Marco Mauro is a physicist currently employed as Scientific Coordinator at Novaetech, the first Spin-off Company of the National Institute for Astrophysics (INAF) in Italy. He shared with us all the info about a project he’s been working on and based on Arduino Micro.
OpenQCM is a fully open source scientific microbalance capable of weighing mass deposition down to 1 billionth of gram:
The sensing core of the microbalance is a piezoelectric quartz crystal oscillator. The deposition of a very tiny mass on the surface causes the variation in the quartz frequency. openQCM belongs to a new generation of innovative smart sensor which boast high resolution and ultra high mass sensitivity. The open source strategy made the creation of openQCM available at low cost which represents a bit fraction of the cost of similar scientific products.
openQCM was built keeping in mind the emergent principles of the open source hardware movement. The open source hardware gives people the freedom to control their technology through the open exchange of all the project features, 3D design, electronics and software. The open hardware potentiality is even greater when it comes to hardware for scientific applications.
openQCM is exactly something like that, the first open hardware quartz crystal microbalance with applications in a wide range of scientific fields, such as chemical and biological sensing, material science.
openQCM has an Arduino Micro board inside at heart. By hacking the timer counter of the AtMega32U4 Arduino microcontroller, it is possible to measure the quartz crystal frequency variations using the 16 Mhz microprocessor clock. openQCM team has designed an Arduino Micro shield with an embedded quartz crystal oscillator driver circuit and a temperature sensor. The output of the quartz crystal oscillator driver is fed to the Arduino Micro timer counter and the analog value of the temperature sensor is fed to the analog pin of the board. This configuration allow you measure the quartz crystal frequency with a resolution of 1 Hz, which roughly corresponds to a mass resolution of 700 pg over the entire quartz surface in air.
One of the major challenge of an open hardware project is that such devices require funding to prototype and manufacture. That’s why the openQCM team have selected the 3d printing technology to keep high quality and low cost. Using 3d printing to print out the prototypes via the SLS process from OS Formiga P100, P110, P395, and P730, the openQCM team created the device’s parts, which required a precision down to 60 µm.
The open source concept made openQCM publicly available so that anyone (scientists, technology enthusiast, makers, hobbyist …) can study, modify, and develop the hardware based on the original design. openQCM is now working and ready to win the heart of the scientific community and more.
Some of you may have experienced that when you start to print a cube or box-shaped objects they can easily warp on the corners. The reason for this is the change of volume that plastic goes through when cooling down: it shrinks when becoming cooler. Even if PLA, the corn-based plastic we use on the Arduino Materia 101, shrinks much less than ABS, it can become a problem when printing things that require a high level of precision.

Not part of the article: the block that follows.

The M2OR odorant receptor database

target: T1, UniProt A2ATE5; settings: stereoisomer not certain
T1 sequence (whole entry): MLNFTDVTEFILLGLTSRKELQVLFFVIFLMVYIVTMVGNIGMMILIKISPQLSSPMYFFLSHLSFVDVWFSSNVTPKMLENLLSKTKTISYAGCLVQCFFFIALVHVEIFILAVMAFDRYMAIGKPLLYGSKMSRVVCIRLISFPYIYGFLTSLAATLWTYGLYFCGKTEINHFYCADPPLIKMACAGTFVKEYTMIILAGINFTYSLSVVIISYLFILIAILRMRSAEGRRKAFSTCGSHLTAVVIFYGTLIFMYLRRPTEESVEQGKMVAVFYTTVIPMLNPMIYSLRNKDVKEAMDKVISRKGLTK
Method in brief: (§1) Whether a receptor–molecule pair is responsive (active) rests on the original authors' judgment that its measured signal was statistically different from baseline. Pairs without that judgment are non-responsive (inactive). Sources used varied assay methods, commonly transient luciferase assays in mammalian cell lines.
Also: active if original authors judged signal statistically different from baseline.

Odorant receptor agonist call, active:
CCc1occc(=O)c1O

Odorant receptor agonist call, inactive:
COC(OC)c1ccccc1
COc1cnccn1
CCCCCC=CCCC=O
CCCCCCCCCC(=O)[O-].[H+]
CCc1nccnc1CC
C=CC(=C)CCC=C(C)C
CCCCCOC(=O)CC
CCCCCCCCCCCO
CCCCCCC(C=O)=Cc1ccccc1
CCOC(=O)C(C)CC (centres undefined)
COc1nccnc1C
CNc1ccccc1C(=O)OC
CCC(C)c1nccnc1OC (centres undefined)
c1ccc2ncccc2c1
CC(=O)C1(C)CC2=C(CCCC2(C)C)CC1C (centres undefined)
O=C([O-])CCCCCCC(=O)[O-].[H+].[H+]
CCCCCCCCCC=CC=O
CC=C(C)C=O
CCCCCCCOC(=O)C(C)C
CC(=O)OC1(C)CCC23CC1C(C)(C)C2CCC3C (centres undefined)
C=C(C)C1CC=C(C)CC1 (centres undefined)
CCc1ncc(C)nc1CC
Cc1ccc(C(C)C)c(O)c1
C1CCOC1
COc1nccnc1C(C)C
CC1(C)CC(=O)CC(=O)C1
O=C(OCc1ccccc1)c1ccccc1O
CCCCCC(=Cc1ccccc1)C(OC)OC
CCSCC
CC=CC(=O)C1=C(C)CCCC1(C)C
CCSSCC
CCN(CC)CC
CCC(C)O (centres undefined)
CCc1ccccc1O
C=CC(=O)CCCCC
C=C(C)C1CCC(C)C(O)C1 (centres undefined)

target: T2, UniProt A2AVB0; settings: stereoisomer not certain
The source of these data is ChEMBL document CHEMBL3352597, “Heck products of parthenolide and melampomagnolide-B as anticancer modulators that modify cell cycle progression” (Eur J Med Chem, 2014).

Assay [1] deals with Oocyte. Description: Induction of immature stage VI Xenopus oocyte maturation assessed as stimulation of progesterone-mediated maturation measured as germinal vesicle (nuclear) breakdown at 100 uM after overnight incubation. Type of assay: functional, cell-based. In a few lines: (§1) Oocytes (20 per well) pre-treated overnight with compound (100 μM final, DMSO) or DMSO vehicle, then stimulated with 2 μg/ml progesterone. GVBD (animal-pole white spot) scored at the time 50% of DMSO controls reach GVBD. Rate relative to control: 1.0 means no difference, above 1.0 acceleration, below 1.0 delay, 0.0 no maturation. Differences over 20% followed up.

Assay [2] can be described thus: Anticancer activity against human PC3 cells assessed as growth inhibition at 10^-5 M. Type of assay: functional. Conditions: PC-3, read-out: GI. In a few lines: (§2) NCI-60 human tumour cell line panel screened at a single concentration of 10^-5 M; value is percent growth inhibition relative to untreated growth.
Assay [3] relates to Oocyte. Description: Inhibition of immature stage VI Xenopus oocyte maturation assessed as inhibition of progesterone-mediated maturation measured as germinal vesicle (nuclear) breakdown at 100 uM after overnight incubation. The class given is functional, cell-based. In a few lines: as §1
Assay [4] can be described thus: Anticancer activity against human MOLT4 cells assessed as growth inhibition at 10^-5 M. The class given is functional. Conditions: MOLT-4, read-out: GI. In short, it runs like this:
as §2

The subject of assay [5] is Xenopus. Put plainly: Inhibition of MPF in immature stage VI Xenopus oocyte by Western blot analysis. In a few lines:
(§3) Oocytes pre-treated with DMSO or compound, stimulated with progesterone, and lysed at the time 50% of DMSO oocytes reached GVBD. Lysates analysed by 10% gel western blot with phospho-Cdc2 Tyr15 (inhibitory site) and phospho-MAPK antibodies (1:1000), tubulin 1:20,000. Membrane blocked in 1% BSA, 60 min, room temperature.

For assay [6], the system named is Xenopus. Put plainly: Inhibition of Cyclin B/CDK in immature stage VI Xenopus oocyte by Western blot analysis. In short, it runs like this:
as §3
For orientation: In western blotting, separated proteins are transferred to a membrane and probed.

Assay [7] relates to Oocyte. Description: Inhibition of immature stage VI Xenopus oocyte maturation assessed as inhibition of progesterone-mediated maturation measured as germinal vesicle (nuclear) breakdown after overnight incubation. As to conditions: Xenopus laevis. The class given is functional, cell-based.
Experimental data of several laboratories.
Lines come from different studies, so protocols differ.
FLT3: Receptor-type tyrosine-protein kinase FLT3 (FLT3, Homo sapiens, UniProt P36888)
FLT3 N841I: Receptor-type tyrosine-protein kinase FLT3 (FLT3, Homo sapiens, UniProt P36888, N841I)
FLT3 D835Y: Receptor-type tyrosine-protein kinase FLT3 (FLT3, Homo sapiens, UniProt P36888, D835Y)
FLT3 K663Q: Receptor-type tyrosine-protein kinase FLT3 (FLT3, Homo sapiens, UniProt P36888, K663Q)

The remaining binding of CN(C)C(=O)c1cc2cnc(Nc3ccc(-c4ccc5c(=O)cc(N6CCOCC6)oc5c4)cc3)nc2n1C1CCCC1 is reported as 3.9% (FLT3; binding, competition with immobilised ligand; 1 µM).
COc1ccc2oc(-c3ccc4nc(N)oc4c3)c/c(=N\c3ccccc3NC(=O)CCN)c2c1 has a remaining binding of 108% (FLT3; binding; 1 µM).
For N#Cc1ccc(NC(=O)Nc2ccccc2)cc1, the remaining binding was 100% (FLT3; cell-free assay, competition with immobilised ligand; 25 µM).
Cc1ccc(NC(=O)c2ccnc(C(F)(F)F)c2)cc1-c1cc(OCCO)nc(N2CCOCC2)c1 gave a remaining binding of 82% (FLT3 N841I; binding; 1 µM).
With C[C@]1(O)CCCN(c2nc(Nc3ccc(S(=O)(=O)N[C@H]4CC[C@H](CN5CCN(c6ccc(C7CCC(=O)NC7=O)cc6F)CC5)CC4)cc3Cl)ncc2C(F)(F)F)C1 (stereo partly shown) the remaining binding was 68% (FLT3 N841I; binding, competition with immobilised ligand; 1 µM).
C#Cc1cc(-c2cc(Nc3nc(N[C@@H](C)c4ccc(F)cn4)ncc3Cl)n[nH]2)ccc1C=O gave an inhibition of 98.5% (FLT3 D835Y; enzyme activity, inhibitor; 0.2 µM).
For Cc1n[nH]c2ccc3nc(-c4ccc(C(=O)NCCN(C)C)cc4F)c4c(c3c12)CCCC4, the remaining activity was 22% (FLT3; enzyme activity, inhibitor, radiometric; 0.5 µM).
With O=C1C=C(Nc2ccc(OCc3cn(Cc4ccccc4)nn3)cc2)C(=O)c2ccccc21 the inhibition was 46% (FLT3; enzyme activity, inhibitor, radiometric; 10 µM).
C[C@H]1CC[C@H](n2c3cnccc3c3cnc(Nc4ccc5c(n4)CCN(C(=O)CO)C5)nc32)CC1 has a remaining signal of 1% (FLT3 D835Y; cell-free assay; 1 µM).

The 3d printing tutorial Kristoffer, our 3d specialist, prepared this week is not part of the ongoing LEGO power functions compatible series but makes you still play around modding the famous bricks to add some cool light effects.
If you follow the 8 easy steps you’ll be able to print bricks with Arduino Materia 101 that can include addressable LED’s in your models. As in the previous tutorials, he modelled it using FreeCAD, but the way he did it should be applicable to just about any CAD-software or 3d modelling software.
Notice that in the last step of the tutorial you can also download the perfect settings to obtain good prints out of small pieces!
This week we are presenting you a new tutorial on 3d printing of Lego-compatible pieces with Materia 101. Kristoffer designed a brick with the parametric 3d modeler FreeCAD that can hold a small servo. Following the 10-step instructions you can easily add wheels to robots built in LEGO and use specific servos with different sizes.
Using a 3d printer means playing with some hardware but especially some softwares. In the tutorial of this week, the fourth tutorial of our series , Kris is going to introduce you how to work with Slic3r, a G-Code generator for 3d printers and basically a tool you need to convert a digital 3D model into printing instructions for your 3D printer. Slic3r is an open source software able to cut the model into horizontal slices (layers), generates toolpaths to fill them and calculates the amount of material to be extruded so that you can reach good results.
The object you’ll be able to print with your Materia 101 is a pirate hook !
One of the pleasures of watching TV depends on the use of a remote control that allows you to change channels from where you are. In the tutorial of this week, Kristoffer made an add-on to a previous lesson teaching us how to control a computer with a remote control like the one of your TV using Arduino Micro, IR-sensor. The add-on is a custom and colourful 3d-printed case created with Freecad and Materia 101.
When you become a happy owner of a Materia 101 3d printer, the first days are really important to start experimenting with the right attitude. Understanding quickly how to get what you want from it means becoming aware of the potential applications of the 3d printing technology in your environment.
Take a look at the second tutorial focused on fixing things at home: “Making something useful” tutorial shows you how to start from a need, to design and print a solution. It feels great to be able to fix what’s broken!
Interested in getting in touch and showing your experiments? Join Kristoffer on the Arduino forum and give us your feedback.
Next week we are going to post a tutorial on how to create 3d-printed cases for Arduino boards. Stay tuned.